Julia whose name doesn’t suit her chats up someone on the board, sofa pillows barriering between them on the veranda, she’s one of those curly-haired big-nosed loud people. She’s 21.
Natty a kid from my sixth grade class is tall and beaky now, kind of like a less hardcore Eminem, his father looks like Andy Warhol. Natty has a pair of those gristly black earrings that stretch the cartilage and go through the middle of the lobes. Come to think of it he looks like the boy Cate Blanchett has sex with in Notes on a Scandal. Two girls in heels and jeans at his shoulders now; he says stuff, they laugh. It happens again. Is he a funny kid now, is that it? One arm holds a bottle of water and the other is wrapped around his chest and massaging his ribs casually like some guys do.
Things nameless people said in the family room and on the patio: “I’m gonna just trust, my love, I’m just gonna have to trust.” And in response: “Glad to hear it, my dear.”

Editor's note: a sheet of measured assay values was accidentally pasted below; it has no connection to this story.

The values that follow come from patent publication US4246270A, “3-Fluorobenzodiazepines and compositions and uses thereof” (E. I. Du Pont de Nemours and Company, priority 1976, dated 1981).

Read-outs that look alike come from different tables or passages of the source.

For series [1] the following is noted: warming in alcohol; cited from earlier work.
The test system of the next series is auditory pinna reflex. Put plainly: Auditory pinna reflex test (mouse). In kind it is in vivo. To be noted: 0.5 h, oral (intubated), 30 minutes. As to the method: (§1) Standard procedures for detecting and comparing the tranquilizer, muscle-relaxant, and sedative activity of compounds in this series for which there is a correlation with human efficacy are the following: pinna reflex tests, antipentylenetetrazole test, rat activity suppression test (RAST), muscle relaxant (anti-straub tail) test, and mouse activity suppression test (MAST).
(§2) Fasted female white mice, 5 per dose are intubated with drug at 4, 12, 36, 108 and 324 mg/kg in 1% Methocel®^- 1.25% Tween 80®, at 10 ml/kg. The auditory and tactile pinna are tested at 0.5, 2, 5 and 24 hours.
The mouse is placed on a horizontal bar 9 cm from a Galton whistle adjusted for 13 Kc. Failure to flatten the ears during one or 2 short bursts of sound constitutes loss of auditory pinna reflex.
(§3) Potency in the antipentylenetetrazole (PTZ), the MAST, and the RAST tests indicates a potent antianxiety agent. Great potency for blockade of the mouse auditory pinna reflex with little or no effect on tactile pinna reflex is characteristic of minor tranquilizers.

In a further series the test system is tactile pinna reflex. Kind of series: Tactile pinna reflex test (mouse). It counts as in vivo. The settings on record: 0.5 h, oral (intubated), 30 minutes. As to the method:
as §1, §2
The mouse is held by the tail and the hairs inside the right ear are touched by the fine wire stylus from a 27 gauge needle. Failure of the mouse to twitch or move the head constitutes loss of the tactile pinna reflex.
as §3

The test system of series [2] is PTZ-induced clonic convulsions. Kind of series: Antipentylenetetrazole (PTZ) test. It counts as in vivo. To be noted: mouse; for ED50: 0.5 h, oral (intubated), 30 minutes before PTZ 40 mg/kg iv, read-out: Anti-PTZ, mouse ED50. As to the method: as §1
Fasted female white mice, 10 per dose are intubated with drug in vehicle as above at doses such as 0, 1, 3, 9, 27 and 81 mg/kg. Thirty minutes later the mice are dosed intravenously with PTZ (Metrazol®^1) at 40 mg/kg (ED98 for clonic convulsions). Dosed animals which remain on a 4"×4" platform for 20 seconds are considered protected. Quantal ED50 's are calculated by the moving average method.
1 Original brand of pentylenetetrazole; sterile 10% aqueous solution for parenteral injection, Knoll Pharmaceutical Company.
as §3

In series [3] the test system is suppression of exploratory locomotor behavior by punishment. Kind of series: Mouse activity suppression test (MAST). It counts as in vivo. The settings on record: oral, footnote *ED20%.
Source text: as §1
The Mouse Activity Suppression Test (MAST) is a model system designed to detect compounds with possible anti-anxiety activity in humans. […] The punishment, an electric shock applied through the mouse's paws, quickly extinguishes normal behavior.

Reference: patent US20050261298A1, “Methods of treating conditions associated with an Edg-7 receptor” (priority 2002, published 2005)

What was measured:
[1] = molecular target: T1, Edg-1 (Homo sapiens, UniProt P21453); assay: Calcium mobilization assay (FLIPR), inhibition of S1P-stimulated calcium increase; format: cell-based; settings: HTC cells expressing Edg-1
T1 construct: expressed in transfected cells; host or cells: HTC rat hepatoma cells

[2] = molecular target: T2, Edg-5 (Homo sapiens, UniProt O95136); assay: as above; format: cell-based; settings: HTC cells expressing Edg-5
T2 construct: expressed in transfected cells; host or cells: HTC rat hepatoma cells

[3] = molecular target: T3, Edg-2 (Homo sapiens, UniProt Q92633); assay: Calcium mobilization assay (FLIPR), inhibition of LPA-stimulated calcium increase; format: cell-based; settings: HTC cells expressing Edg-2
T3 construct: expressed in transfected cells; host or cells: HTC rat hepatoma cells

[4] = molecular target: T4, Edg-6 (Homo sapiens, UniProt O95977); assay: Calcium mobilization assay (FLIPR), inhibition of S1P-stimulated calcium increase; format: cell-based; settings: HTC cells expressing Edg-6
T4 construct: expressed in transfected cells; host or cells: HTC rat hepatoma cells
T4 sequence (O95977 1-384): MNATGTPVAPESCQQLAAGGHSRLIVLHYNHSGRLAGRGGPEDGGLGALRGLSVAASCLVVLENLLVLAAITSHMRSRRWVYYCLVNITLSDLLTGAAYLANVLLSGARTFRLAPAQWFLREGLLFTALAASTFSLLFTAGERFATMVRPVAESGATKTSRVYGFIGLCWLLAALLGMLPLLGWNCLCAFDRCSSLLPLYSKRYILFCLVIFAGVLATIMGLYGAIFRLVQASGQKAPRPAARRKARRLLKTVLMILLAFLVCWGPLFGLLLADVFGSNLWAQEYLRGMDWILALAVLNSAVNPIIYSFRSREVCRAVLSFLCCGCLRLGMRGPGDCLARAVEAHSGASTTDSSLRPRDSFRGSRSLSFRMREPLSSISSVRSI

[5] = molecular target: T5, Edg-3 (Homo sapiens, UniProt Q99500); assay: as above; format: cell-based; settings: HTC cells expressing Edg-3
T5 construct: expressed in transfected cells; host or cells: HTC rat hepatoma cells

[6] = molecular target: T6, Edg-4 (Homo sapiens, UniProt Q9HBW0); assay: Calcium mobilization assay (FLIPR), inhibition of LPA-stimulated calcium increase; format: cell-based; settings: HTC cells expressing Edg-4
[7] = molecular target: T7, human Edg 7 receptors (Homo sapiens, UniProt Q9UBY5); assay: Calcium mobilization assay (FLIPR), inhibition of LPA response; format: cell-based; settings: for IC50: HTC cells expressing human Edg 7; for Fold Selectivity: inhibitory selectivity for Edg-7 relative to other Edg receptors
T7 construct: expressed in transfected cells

“We’re not kids turning into adults,” one young actor says of Joe’s mentoring, “we’re kids turning into better kids.”
And another, slightly British or Australian accent, at the close of his bit: “And please don’t stare at me intensely now.”
And Natty makes a brief humble speech, fidgeting first with the water bottle, then with a half a cracker he selects randomly from the debris of the table before him, mumbling, “Sorry we’re losin’ you, man,” and everybody laughs because that doesn’t sound like the Natty they know and Joe just says “You’re not.”
Joe: “I feel like I’m at my own funeral.”